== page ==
Karsts represent hotspots of diversity and endemism, but are under-represented in protected areas and under significant threat.
With many species only occurring on a single site, the lack of protection and research means that the loss of each karst represents an incalculable loss of biodiversity.
We also perform a time calibration analysis to estimate the age of the clade.
We find support for the monophyly of Asterophryinae as well as need for taxonomic reclassification of several genera.
With recent advances in Bayesian clock dating methodology and the explosive accumulation of genetic sequence data, molecular clock dating has found widespread applications, from tracking virus pandemics and studying the macroevolutionary process of speciation and extinction to estimating a timescale for life on Earth.
Asterophryinae is a large monophyletic subfamily of Anurans containing over 300 species distributed across one of the world's most geologically active areas – New Guinea and its satellite islands, Australia and the Philippines.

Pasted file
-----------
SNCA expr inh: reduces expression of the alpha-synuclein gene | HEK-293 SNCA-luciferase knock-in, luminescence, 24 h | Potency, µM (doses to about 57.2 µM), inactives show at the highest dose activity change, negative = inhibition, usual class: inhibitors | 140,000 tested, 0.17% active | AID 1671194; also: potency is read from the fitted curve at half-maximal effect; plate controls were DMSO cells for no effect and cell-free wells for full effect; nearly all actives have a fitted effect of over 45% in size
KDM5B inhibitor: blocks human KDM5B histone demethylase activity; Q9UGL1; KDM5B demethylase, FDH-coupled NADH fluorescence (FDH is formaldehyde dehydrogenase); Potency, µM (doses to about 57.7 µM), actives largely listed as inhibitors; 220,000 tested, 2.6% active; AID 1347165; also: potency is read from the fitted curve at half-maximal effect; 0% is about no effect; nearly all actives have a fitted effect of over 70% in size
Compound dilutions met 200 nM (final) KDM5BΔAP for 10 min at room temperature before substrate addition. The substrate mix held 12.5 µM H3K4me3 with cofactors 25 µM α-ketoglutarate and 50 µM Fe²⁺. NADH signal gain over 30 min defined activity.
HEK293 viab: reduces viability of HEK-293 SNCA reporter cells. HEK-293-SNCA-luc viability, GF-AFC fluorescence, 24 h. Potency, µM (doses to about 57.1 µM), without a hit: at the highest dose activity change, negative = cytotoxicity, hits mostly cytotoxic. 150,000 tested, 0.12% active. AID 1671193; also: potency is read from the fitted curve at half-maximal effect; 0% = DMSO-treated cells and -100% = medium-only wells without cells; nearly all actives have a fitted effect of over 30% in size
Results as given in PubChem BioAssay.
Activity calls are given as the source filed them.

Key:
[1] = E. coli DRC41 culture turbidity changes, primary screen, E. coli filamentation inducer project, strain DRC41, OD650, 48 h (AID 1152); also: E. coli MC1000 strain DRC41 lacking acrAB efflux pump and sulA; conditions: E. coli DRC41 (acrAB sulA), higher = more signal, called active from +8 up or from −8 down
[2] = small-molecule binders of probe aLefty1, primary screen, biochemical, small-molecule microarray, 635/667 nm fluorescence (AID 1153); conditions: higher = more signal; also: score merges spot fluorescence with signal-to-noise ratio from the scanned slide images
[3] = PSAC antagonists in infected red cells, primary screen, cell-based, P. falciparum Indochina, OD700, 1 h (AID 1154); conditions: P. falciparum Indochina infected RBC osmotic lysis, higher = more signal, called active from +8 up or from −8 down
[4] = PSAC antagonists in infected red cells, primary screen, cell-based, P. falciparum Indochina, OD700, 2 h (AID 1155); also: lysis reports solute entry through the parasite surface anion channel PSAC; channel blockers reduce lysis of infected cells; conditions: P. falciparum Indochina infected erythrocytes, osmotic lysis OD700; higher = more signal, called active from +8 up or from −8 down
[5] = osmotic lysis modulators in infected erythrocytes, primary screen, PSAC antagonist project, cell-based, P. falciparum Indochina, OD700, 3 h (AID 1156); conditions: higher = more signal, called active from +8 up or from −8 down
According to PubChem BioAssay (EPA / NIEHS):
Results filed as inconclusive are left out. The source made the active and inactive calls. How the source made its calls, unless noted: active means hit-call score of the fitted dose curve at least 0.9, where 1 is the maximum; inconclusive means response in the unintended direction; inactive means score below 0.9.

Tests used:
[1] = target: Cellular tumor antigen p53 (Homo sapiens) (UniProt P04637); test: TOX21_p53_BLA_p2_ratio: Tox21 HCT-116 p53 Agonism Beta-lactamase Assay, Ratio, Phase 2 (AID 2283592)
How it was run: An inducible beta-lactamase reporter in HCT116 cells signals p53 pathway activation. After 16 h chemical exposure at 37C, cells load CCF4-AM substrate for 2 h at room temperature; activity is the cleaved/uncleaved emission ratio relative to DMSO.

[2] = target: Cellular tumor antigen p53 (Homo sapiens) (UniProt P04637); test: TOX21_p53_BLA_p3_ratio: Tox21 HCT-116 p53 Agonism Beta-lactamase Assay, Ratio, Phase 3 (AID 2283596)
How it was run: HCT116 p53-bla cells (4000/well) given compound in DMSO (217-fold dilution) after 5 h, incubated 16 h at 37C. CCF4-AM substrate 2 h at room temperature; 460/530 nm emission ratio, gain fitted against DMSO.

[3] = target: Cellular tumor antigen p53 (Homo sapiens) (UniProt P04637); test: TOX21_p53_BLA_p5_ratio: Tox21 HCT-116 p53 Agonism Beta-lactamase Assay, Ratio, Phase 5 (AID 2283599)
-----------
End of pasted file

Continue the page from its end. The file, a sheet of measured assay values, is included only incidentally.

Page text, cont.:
Here we reconstruct a phylogeny for Asterophryinae with greatly increased taxon and genetic sampling relative to prior studies.
We conducted phylogenetic estimations for 237 cycad species using three genes and two calibration strategies incorporating up to six fossil constraints to Using Bayes factors, we compared divergence time estimates and the inferred dynamics of diversification when using Yule versus birth-death priors.Bayes factors were calculated with marginal likelihood estimated with stepping-stone sampling.We found striking differences in age estimates and diversification dynamics depending on prior choice.The world’s herbaria and other natural history collections house specimens critical to science and society.In recent years, these collections have begun accelerating the pace of digital data creation for specimen information, and crowdsourcing and citizen science have emerged as highly successful innovations that also increase public science literacy and research sustainability.